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Mirror Neurons

Robert McCormick's picture

Some interesting things about Mirror Neurons.

Mirror neurons senses both the move another person is about to make and their feelings, and instantaneously prepare us to imitate that movement and feel with them.

Mirror neurons operate in the premotor cortex, which governs speaking, and movement.

Mirror neurons are adjacent to motor neurons, their location begin to activate when we watch someone else make that same movement.

When we mentally rehearse an action, the same neurons activate as if we in the premotor cortex uttered those words or made that swing.

Our mirror neurons fire as we watch someone else, so that a portion of the pattern of neuronal firing in our brain mimics theirs.

This maps the identical information from what we are seeing onto our own motor neurons, letting us participate in the other’s person’s actions as If we were executing that action.

The human brain harbors multiple mirror neuron systems for mimicking actions, reading intentions, and for reading emotions.

They make emotions contagious, letting the feelings we witness flow through us, helping us get in synch and follow what is going on.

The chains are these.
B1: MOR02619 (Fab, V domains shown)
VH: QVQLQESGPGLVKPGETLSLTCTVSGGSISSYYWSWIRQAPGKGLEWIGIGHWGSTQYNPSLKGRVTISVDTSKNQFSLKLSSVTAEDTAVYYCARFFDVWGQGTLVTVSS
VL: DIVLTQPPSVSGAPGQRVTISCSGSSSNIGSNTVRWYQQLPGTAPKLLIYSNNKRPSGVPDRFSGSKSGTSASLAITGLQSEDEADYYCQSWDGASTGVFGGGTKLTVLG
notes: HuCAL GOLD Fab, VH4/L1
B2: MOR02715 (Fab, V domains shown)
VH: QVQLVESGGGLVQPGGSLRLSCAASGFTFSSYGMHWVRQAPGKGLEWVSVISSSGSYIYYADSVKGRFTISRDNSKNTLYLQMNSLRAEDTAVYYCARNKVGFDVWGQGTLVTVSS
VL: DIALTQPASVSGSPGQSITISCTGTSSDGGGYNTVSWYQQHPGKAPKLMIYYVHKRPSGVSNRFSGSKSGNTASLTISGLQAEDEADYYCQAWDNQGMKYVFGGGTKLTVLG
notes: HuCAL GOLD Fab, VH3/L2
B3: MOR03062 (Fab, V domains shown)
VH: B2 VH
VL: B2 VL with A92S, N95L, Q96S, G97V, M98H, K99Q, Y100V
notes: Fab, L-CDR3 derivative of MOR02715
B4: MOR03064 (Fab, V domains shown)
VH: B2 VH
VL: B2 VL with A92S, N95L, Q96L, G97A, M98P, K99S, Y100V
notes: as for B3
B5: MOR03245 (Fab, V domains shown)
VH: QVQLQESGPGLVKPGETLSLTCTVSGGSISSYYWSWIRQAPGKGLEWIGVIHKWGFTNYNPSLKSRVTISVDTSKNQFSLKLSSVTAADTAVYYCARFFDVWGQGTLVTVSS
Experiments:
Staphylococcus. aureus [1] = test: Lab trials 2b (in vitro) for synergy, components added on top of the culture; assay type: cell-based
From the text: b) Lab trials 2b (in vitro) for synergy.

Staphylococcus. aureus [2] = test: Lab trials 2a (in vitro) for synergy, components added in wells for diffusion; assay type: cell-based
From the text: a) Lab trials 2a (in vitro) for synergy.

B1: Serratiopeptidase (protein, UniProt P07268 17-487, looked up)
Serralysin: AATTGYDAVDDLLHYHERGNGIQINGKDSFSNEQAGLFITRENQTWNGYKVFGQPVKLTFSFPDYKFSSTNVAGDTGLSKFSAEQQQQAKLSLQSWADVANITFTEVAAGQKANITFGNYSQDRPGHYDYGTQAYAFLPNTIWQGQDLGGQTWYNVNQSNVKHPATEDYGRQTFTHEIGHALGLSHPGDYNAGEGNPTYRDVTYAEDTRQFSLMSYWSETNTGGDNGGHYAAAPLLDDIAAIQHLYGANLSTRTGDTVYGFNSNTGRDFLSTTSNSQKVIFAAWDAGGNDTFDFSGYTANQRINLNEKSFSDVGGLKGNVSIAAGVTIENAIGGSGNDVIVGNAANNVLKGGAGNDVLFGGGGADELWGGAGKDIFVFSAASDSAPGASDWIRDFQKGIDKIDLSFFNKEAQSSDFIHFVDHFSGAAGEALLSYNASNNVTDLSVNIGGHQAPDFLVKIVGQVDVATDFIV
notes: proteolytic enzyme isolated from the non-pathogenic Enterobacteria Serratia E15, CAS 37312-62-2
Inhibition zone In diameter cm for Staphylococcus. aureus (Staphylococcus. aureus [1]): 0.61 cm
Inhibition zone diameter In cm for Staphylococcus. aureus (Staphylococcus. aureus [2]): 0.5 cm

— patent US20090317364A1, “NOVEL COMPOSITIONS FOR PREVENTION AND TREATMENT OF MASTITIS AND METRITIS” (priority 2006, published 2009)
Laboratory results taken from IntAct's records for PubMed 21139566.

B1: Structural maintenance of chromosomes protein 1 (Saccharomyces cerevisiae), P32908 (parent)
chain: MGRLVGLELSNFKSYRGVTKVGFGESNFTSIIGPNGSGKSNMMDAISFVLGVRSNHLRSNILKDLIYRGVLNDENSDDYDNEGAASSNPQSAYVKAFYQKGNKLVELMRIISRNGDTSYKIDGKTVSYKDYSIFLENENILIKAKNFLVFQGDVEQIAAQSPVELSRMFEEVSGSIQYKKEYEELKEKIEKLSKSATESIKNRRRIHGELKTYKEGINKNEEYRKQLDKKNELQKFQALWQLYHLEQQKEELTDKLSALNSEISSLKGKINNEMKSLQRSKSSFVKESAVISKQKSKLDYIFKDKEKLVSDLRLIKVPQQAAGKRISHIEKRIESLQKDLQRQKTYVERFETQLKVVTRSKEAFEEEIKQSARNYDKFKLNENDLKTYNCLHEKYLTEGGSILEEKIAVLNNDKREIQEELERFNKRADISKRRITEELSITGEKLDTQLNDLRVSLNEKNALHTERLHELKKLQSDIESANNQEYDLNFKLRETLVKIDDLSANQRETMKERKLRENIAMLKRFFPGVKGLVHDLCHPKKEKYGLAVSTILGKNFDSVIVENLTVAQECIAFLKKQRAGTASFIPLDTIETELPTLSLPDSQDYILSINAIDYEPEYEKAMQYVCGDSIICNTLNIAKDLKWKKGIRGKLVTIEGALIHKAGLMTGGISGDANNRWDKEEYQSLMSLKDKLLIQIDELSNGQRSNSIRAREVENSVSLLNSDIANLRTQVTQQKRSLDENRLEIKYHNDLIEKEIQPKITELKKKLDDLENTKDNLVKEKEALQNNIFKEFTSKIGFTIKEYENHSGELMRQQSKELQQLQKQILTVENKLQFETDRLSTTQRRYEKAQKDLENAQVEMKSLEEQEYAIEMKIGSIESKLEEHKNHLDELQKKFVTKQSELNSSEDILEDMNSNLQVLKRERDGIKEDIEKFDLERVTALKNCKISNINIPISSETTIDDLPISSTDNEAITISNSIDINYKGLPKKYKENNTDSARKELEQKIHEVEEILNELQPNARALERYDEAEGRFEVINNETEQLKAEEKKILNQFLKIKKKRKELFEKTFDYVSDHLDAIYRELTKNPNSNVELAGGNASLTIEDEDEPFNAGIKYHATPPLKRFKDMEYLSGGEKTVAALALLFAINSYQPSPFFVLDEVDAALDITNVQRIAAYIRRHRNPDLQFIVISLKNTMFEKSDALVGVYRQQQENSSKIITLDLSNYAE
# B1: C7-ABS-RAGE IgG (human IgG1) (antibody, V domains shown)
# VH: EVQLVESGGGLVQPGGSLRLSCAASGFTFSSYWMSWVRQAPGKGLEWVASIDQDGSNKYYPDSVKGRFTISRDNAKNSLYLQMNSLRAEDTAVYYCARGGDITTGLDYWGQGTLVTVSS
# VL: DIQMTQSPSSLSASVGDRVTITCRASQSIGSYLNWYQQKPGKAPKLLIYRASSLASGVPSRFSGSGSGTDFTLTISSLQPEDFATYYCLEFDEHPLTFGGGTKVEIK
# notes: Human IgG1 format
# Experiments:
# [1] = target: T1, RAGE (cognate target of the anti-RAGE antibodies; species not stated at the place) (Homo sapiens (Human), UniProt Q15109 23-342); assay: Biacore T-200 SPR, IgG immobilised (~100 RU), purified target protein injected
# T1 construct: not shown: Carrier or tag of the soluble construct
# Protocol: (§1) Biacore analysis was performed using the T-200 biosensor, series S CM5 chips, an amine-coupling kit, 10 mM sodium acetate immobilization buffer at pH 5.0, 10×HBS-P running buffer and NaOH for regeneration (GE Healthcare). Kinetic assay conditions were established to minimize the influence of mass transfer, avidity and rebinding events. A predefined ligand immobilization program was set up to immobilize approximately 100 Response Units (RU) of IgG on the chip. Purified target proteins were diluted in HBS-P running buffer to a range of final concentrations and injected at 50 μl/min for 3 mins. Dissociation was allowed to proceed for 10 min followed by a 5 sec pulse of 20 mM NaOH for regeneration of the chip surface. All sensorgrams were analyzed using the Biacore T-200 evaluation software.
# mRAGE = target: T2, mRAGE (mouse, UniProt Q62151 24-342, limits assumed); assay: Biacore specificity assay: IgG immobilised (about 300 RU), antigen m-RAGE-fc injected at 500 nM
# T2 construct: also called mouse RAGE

We “feel’ the other: sensing their sentiments, their movements, their sensations, their emotions as they act inside of us.

They ensure that the moment someone sees an emotion expressed on your face, they will at once sense that feeling within themselves.

And as our emotions are experienced not merely by ourselves in isolation but by those around us-both covertly and openly.

That is why, when you’re smiling, the whole world seem to smile with you.

It also explains the Michelangelo phenomenon, in which long-term partners come to resemble each other through facial-muscle mimicry and empathic resonance.

Such mirroring takes place in the realm of ideas, too, which is why sweeping cultural ideals and prejudices can spread through populations with viral speed.

Interesting study by W. D. Hutchinson. Inserts a laser-thin electrode monitoring a single neuron in a person, the neuron fired both when the person anticipated pain-a pinprick-and when merely seeing someone else receive a pinprick-"a neural snapshot of empathy in action. W. D. Hutchinson et al., "Pain-related Neurons in the Human Cingulate Cortex," Nature Neuroscience 2 (1999), pp. 403-405.

Information above is from Daniel Goleman's excellent new book, Social Intelligence, 2006.